Picasso and the Theatre
Edited by Olivier Berggruen. Text by Olivier Berggruen, Robert Hobbs, Max Hollein, Esther Schlicht, Alexander Schouvaloff, Ornella Volta, Diana Widmaier-Picasso.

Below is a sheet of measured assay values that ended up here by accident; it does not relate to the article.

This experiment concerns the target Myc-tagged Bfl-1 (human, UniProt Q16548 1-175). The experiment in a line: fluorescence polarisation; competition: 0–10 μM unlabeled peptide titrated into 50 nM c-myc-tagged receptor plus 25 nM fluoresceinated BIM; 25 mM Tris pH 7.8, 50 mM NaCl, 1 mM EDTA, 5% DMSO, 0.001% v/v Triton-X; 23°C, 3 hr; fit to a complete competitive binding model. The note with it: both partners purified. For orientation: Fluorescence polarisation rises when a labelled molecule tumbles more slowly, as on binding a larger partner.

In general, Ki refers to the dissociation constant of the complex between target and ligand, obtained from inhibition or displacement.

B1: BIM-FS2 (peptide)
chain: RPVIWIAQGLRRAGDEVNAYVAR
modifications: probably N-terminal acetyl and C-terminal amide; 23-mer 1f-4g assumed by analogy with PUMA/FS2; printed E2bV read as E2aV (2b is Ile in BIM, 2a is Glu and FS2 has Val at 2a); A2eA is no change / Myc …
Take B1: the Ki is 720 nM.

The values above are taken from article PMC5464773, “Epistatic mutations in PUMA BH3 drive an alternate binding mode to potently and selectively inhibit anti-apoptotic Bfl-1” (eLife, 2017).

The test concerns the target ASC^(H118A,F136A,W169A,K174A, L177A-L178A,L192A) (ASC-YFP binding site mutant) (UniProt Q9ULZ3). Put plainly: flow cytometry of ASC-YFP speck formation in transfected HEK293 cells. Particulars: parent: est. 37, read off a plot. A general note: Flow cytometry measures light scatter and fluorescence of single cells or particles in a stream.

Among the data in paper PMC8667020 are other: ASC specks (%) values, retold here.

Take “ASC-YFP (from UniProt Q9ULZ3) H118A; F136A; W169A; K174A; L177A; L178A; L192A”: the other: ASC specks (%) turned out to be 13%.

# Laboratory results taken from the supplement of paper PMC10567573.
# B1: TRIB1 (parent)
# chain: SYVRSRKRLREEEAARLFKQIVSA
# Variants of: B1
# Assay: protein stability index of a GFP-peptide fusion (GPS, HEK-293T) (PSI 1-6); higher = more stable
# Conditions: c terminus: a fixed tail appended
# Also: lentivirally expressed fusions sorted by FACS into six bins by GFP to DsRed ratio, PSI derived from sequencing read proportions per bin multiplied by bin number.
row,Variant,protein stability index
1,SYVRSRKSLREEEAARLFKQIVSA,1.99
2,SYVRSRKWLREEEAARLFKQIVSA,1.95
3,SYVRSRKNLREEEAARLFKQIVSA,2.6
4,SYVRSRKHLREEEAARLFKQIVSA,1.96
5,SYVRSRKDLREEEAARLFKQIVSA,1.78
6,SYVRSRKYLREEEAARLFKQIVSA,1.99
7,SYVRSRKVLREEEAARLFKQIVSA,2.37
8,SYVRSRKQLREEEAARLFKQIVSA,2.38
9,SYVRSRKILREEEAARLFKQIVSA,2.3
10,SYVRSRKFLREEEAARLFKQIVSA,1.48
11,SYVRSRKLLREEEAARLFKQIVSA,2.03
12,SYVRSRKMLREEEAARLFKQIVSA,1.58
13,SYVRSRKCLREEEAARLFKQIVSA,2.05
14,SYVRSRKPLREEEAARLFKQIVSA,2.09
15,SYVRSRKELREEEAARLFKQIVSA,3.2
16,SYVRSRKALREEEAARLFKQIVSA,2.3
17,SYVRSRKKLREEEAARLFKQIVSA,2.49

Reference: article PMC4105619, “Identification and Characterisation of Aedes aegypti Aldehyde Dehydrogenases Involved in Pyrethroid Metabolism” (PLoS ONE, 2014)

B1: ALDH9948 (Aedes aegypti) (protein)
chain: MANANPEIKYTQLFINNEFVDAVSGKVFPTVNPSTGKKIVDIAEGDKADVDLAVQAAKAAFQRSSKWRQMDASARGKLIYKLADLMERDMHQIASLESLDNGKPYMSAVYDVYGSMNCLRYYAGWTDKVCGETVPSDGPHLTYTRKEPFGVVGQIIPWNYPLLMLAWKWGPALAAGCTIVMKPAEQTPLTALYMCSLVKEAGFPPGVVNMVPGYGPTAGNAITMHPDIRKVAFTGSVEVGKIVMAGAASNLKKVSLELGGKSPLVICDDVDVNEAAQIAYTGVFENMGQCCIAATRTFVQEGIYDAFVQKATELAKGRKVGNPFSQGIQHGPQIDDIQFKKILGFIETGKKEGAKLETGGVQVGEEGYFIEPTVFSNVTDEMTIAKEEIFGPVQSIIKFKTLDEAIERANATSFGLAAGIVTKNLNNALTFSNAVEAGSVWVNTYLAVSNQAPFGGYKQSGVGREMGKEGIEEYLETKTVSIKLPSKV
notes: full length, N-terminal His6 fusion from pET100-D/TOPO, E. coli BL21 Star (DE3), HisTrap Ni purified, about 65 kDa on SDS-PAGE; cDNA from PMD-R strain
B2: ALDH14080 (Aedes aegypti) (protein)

Forty years ago, the first time anyone thought to consider Picasso's theatrical work as a unified portfolio, Jean Cassou, then the Director of the Musee d'Arte Moderne in Paris, observed that the work occupied "a great place in his career. His whole genius, his entire work, including his still lifes, have a theatrical character." In his early years, Picasso discovered the theater as a source of inspiration and motifs. His subjects frequently came from carnivals and vaudeville, and he reveled in the conventions of commedia dell'arte figures such as the Harlequin and Pierrot. This fascination was not only reflected in the motifs of Picasso's countless paintings and drawings: Beginning in 1917, he began working intensively with Diaghilev's Ballets Russes, creating his now-famous sets and costumes for the troupe. For Picasso, the stage proved to be an extraordinarily fertile ground, and performance the subject of ever more paintings and sculptures. Picasso and the Theatre features over 80 works dating between 1900 and 1930, and taps an elemental passion of this universally revered artist.